We've Got Hollywood Covered

Bette Midler May Snub Tony Awards Performance for ‘Hello, Dolly!’

Star of Broadway’s biggest hit is not currently scheduled to perform in latest back-stage drama

Bette Midler may be looking swell in Broadway’s hit revival of “Hello, Dolly!” but it appears that she may not be singing swell on the Tony Awards telecast on June 11.

Midler, a front-runner to earn her first competitive Tony as best actress in a musical, is not currently scheduled to sing on the show due to a high-stakes standoff between the awards show’s producers and the revival’s lead producer, Scott Rudin, according to individuals familiar with the situation.

The CBS telecast will include a number from “Hello, Dolly!” — which has earned nine Tony nominations — and Midler is still expected to attend and possibly present an award. “‘Hello, Dolly!’ will perform on the ’71st Annual Tony Awards’ telecast,” a spokesman for the show and Rudin said in a statement. “At the request of Tony Award Productions, we are not able to discuss anything further about the performance.”

A spokesman for the Tonys added: “We don’t discuss specifics about the musical performances in advance of the telecast. The show is still in the planning stage and subject to change.”

According to individuals familiar with the impasse, the “Hello, Dolly!” team hoped to perform Jerry Herman’s title song from the 1964 musical — but remotely from the Schubert Theatre, where the show has been breaking box office records since opening this spring.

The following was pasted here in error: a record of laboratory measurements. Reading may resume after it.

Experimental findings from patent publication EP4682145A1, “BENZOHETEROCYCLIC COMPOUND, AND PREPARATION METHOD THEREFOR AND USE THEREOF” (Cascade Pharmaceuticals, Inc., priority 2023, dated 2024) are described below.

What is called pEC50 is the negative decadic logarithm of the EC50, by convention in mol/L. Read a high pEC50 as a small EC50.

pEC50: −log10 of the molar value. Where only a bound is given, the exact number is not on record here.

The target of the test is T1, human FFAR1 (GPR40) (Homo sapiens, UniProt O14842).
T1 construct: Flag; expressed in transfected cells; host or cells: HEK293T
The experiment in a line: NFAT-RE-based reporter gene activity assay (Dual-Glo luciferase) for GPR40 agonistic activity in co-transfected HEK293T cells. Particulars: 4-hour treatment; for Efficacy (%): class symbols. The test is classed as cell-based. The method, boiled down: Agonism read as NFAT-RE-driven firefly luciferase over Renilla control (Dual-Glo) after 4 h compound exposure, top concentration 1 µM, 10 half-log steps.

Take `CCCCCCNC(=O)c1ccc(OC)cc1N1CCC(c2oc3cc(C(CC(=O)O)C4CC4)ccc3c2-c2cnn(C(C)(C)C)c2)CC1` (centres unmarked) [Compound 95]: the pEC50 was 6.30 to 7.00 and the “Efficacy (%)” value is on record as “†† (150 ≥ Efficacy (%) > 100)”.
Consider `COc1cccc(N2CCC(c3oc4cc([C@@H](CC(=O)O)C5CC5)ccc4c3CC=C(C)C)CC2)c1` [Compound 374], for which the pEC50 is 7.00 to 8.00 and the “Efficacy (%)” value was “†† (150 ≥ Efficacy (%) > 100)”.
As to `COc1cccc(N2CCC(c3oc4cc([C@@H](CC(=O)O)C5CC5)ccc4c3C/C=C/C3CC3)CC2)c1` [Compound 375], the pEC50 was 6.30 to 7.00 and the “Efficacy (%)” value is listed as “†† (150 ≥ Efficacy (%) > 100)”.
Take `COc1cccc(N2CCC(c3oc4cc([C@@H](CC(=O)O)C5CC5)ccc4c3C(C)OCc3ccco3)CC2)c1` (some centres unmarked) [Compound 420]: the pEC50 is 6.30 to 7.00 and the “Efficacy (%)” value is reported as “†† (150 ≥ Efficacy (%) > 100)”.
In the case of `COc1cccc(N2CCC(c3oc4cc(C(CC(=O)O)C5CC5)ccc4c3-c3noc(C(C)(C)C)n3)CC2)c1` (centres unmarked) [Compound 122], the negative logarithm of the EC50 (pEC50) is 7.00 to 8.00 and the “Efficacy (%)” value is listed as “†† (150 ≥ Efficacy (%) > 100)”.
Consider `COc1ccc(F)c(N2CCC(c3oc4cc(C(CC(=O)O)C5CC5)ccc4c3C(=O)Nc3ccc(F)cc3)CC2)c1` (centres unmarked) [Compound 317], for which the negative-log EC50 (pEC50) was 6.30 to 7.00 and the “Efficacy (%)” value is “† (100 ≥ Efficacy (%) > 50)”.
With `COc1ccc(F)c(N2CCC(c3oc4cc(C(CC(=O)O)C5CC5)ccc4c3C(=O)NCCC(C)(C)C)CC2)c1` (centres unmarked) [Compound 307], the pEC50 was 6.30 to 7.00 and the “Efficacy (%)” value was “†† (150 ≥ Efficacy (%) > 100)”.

The Tony producers insisted that all musical numbers be performed on stage at Radio City Music Hall — for which individual producers foot the bill to re-create sets in exchange for the exposure (and ticket sales) that can be generated from a national telecast.

It’s unclear why Midler couldn’t perform a less elaborately staged number from the show on the telecast — the ballad “Before the Parade Passes By” would fit the bill nicely.

But the New York Times reported that the show currently plans to have co-star and fellow nominee David Hyde Pierce sing “Penny in My Pocket,” a number cut from the original production but added to the new revival.

Midler, who earned a special Tony in 1974 for her eponymous concert, was famously snubbed by Tony nominators for her last Broadway appearance, starring in 2013’s one-woman bio-drama “I’ll Eat You Last: A Chat With Sue Mengers.”